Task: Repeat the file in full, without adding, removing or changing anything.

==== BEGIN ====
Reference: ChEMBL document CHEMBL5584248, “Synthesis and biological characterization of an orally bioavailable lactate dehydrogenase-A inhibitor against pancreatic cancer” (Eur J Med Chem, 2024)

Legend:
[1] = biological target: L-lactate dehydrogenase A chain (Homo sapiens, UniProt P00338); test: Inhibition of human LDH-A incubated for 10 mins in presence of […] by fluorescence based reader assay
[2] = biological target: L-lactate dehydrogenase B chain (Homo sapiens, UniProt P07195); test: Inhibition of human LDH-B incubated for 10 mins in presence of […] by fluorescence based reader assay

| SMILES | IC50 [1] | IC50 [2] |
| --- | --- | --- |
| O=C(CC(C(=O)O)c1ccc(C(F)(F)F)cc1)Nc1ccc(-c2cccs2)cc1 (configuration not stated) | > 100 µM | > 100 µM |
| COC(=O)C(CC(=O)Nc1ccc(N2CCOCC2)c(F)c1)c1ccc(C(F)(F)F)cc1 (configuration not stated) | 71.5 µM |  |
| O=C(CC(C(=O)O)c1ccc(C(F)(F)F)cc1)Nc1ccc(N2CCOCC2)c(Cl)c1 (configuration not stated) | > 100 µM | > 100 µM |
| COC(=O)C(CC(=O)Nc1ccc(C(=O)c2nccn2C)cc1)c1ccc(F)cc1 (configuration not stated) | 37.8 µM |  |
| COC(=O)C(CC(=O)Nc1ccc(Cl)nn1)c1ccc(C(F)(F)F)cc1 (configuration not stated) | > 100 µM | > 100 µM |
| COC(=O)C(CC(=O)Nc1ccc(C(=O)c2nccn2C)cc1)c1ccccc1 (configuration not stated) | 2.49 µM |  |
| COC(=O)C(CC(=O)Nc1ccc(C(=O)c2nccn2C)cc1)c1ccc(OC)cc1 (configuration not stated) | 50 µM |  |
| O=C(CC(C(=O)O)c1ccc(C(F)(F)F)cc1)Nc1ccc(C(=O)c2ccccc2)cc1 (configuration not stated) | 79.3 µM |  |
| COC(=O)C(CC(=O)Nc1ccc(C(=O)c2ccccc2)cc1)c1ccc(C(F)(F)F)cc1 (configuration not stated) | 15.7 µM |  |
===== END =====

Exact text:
Reference: ChEMBL document CHEMBL5584248, “Synthesis and biological characterization of an orally bioavailable lactate dehydrogenase-A inhibitor against pancreatic cancer” (Eur J Med Chem, 2024)

Legend:
[1] = biological target: L-lactate dehydrogenase A chain (Homo sapiens, UniProt P00338); test: Inhibition of human LDH-A incubated for 10 mins in presence of […] by fluorescence based reader assay
[2] = biological target: L-lactate dehydrogenase B chain (Homo sapiens, UniProt P07195); test: Inhibition of human LDH-B incubated for 10 mins in presence of […] by fluorescence based reader assay

| SMILES | IC50 [1] | IC50 [2] |
| --- | --- | --- |
| O=C(CC(C(=O)O)c1ccc(C(F)(F)F)cc1)Nc1ccc(-c2cccs2)cc1 (configuration not stated) | > 100 µM | > 100 µM |
| COC(=O)C(CC(=O)Nc1ccc(N2CCOCC2)c(F)c1)c1ccc(C(F)(F)F)cc1 (configuration not stated) | 71.5 µM |  |
| O=C(CC(C(=O)O)c1ccc(C(F)(F)F)cc1)Nc1ccc(N2CCOCC2)c(Cl)c1 (configuration not stated) | > 100 µM | > 100 µM |
| COC(=O)C(CC(=O)Nc1ccc(C(=O)c2nccn2C)cc1)c1ccc(F)cc1 (configuration not stated) | 37.8 µM |  |
| COC(=O)C(CC(=O)Nc1ccc(Cl)nn1)c1ccc(C(F)(F)F)cc1 (configuration not stated) | > 100 µM | > 100 µM |
| COC(=O)C(CC(=O)Nc1ccc(C(=O)c2nccn2C)cc1)c1ccccc1 (configuration not stated) | 2.49 µM |  |
| COC(=O)C(CC(=O)Nc1ccc(C(=O)c2nccn2C)cc1)c1ccc(OC)cc1 (configuration not stated) | 50 µM |  |
| O=C(CC(C(=O)O)c1ccc(C(F)(F)F)cc1)Nc1ccc(C(=O)c2ccccc2)cc1 (configuration not stated) | 79.3 µM |  |
| COC(=O)C(CC(=O)Nc1ccc(C(=O)c2ccccc2)cc1)c1ccc(C(F)(F)F)cc1 (configuration not stated) | 15.7 µM |  |